Happy Christmas – Daphne Du Maurier

I don’t think I have put a book review as a post on Christmas Day before, I am sure you are all having too much of a lovely time with your family, or just filled with chocolates and the like, to be reading the blog. I hope I will be. However there didn’t seem a more ideal day to discuss Happy Christmas by Daphne Du Maurier, a rather rare short story/novella that couldn’t be more ideal for today and so I have done some scheduling, not sledging, scheduling.

Todd Publishing, 1953, novella, 24 pages, bought as an early Christmas present for myself

Todd Publishing, 1953, novella, 24 pages, bought as an early Christmas present for myself

The Lawrence house is busy and bustling trying to get itself organised, well the staff are, in time for Christmas and a day of festivities and feasting between the Lawrence family and their neighbours. Busy Mr Lawrence is watching all from the side lines while his wife fusses over what needs to be done (by the staff) and their children Bob and Marjorie (their names being one of the few things that dates this tale) squeal about what they want for Christmas. We all know the score. However after a phone call the mood changed when the local refugee charity, who Mrs Lawrence signed up to because she felt she should as everyone else was, call telling them that they have a Jewish couple in need of shelter. Worrying that this will inconvenience and possibly ruin Christmas they decide that they have no room other than above the garage building and so begrudgingly agree.

I won’t say more on the plot as the tale is only a very short 24 pages. I can talk about my reaction to it though. Initially I have to say I had a horrid feeling that this was a rather racist tale, especially after how put out the Lawrence’s are about the Jews coming to stay and a few rather antisemetic comments fly from her and her husbands mouths. However, that was a lazy initial reaction and one I was annoyed at myself for even thinking Daphne would deign to write. As I read on I realised that in a modern mirroring of the religious tale of Christmas, rather than the big jolly fat man with a beard, Du Maurier is actually pointing out that deep down many of us have forgotten just what on earth Christmas is actually about.

This isn’t a case of religious preaching or bashing the reader over the head and as someone who isn’t religious I think I would have spotted it if it was. It is just a tale that says Christmas isn’t all about having the latest most marvellous gifts, showing off to relations and neighbours (or indeed trying to outdo them), it is a time to think how lucky we are and remember it is a time of charity and giving, the latter not having to be on such a grand scale. As someone who had up until this point been mildly grumpy that I wouldn’t be getting an iPhone 5S for Christmas it gave me a short sharp slap round the face and I know that whatever happens on Christmas Day I will just be feeling thankful I am with people who love me and who I love… even if they probably want to play bloody charades!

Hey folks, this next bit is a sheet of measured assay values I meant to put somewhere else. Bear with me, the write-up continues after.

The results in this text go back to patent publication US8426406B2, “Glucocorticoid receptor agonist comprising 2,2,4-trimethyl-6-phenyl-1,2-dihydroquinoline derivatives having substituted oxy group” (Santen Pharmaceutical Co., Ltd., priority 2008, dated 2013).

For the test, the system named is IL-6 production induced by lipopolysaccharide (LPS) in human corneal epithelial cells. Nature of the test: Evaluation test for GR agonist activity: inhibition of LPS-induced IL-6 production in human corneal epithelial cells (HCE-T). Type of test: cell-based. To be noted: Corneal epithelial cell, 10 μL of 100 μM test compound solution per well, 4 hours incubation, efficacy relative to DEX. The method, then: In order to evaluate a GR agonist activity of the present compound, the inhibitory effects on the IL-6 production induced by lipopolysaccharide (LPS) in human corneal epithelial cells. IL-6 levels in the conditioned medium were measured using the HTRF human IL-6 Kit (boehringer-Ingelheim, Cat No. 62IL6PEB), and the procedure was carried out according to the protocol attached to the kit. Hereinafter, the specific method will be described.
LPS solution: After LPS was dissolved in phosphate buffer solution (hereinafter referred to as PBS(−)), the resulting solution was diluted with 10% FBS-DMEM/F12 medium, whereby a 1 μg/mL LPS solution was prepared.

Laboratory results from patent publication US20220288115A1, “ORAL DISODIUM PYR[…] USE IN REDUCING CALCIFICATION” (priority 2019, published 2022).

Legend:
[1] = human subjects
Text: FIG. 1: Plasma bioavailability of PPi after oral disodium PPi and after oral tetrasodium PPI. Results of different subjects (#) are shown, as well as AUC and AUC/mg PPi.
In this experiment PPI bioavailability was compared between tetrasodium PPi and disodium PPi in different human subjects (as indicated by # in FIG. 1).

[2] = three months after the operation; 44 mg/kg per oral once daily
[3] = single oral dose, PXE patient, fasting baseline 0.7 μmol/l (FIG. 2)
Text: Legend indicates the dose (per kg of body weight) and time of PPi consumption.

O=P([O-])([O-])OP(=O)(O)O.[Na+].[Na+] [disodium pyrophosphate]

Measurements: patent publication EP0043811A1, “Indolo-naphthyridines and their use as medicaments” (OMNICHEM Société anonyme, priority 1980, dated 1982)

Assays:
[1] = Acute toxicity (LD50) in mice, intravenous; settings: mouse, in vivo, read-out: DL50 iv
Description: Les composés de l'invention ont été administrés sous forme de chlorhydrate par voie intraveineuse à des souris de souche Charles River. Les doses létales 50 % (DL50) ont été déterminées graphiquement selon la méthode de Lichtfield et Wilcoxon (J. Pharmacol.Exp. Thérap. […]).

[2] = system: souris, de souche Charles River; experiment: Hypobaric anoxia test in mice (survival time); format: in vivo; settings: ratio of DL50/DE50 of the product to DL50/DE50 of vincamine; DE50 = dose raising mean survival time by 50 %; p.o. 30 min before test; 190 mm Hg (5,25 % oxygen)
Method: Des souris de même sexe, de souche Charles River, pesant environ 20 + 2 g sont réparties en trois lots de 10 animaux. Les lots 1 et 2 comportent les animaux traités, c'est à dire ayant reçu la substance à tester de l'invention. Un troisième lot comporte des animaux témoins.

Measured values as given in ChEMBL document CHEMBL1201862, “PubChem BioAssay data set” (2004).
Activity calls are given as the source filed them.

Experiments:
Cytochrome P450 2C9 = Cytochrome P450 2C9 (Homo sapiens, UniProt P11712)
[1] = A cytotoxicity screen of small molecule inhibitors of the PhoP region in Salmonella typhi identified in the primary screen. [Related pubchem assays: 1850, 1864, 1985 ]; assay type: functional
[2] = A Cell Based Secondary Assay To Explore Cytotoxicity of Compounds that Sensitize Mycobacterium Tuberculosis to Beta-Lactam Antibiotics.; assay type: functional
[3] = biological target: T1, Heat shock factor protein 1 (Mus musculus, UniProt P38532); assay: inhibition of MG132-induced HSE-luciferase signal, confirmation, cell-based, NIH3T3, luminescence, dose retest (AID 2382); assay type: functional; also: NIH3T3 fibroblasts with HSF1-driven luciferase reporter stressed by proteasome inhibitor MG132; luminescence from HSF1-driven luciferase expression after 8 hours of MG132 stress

Considering Happy Christmas is now sixty years old it is a short story that most of us in this modern world could do with reading to be given a reminder to look sharp, buck up and think on as to what Christmas is really all about. It is only short but it packs one very big punch. Well done, Daphne.

Oh and if you want an extra little magical tale, you can find out the way I ended up getting this copy of Happy Christmas here. Bookish fate. I hope you are all having a wonderful day.  

3 Comments

Filed under Daphne Du Maurier, Review

3 responses to “Happy Christmas – Daphne Du Maurier

  1. ana

    Just the most delightful post Simon I want to read this NOW Merry Christmas to you and yours!!

  2. I’ve never heard of this before. It sounds lovely though a perfect read for over the holiday.

  3. Simon you’ve done it again! Your description of this book has led me to another purchase. Thanks for the recommendation! I hope you have a Happy Christmas!

Leave a Reply

Fill in your details below or click an icon to log in:

WordPress.com Logo

You are commenting using your WordPress.com account. Log Out / Change )

Twitter picture

You are commenting using your Twitter account. Log Out / Change )

Facebook photo

You are commenting using your Facebook account. Log Out / Change )

Google+ photo

You are commenting using your Google+ account. Log Out / Change )

Connecting to %s